If You Observe Through A Value Lens, An Aircraft is Human

Observability has become a common topic among DevSecOps, and a must-have for mission-critical production runtime environments. Furthermore, application architecture and development consider observability as a severe design principle. As a result, observability becomes crucial, and the collected data becomes an input to the observability platform for processing and delivering value. We will not focus on this typical behavior today but refer to this article if you would like to find more information on runtime observability. 
An Enterprise is a complex adaptive system.’ necessitating observability at multiple levels and not just for application runtimes, not unlike our human body or a commercial aircraft. Let’s explore these two examples in more detail.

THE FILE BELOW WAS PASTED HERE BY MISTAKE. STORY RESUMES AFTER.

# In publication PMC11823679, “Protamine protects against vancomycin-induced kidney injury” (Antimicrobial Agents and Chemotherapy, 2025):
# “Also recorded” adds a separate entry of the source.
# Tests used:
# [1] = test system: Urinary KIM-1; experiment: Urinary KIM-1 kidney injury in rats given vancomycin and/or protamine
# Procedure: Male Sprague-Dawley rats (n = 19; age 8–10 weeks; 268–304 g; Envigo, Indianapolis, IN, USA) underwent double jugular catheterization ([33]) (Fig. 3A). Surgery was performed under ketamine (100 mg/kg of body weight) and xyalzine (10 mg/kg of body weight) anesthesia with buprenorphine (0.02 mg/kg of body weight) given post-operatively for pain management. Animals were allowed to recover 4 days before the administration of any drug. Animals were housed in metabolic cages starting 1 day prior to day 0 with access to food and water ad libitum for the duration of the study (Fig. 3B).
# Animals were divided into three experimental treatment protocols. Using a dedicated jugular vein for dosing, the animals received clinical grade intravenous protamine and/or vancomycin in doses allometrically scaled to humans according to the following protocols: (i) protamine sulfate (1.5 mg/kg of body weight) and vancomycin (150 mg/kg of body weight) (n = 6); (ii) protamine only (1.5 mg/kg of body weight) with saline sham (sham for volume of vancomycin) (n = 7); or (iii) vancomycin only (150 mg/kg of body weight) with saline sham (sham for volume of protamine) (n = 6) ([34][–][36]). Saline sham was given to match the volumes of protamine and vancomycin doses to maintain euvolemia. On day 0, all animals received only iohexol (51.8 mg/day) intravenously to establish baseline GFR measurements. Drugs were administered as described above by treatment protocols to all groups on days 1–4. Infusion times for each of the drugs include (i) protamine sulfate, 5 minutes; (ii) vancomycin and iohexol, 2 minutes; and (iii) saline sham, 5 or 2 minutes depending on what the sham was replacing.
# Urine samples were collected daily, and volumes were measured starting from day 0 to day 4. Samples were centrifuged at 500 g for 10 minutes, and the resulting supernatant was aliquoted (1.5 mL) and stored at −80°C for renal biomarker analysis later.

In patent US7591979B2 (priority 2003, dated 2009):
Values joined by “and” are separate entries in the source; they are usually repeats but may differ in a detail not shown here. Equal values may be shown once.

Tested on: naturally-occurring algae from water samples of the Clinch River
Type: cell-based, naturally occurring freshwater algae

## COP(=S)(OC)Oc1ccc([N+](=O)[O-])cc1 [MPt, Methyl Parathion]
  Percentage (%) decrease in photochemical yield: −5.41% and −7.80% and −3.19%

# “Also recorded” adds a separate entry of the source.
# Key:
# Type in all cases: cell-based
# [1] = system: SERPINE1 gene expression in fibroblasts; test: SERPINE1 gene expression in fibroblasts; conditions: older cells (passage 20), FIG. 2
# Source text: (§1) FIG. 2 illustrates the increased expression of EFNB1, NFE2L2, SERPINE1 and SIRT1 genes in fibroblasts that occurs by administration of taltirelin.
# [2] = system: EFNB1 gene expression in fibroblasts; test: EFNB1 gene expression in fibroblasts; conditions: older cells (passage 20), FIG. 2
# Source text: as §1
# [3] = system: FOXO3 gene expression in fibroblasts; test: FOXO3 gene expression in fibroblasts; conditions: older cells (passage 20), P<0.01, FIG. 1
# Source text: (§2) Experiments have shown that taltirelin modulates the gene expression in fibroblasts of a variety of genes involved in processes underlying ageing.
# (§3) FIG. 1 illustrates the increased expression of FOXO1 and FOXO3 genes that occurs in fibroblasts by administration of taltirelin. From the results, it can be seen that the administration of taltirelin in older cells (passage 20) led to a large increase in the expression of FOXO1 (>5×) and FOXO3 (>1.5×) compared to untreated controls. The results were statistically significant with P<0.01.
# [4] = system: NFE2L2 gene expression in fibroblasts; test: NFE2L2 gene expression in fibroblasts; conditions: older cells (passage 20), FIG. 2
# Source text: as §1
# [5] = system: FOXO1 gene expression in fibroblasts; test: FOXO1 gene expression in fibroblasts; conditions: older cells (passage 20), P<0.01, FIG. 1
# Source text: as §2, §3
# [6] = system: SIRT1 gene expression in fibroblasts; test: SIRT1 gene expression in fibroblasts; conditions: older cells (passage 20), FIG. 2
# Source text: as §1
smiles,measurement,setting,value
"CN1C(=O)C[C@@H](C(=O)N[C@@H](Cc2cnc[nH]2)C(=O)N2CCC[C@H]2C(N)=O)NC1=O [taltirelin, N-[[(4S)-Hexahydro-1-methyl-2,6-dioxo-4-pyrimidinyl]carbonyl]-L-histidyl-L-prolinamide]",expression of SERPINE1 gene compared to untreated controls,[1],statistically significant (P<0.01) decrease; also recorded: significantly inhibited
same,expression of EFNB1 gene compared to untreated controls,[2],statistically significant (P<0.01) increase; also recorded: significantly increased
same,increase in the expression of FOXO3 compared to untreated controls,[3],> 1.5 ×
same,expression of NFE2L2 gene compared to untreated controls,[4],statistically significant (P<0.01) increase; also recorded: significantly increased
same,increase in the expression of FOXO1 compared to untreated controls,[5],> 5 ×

Human Complexity

The human body is a complex adaptive system, an excellent metaphor for understanding system-wide observability. There are many observability points in the human body, allowing us to constantly sense our environment, observe, make decisions, and learn. The largest organ in our body—the skin—is a unique system of observability and programmability. Consider how we learned about the sensation of heat for the first time, probably as toddlers. We approached a fireplace or a hot surface, and our skin detected danger, prompting us to pull back in time and then adjust to avoid the threat. Sometimes, curiosity got the better of us, and we learned some things the hard way. We registered the symbolic representation of a fireplace or the hot surface and programmed our behavior to avoid them. As we grew older, we learned not to limit ourselves to a single sense and combined it with our other sensors such as eyes, ears, and nose.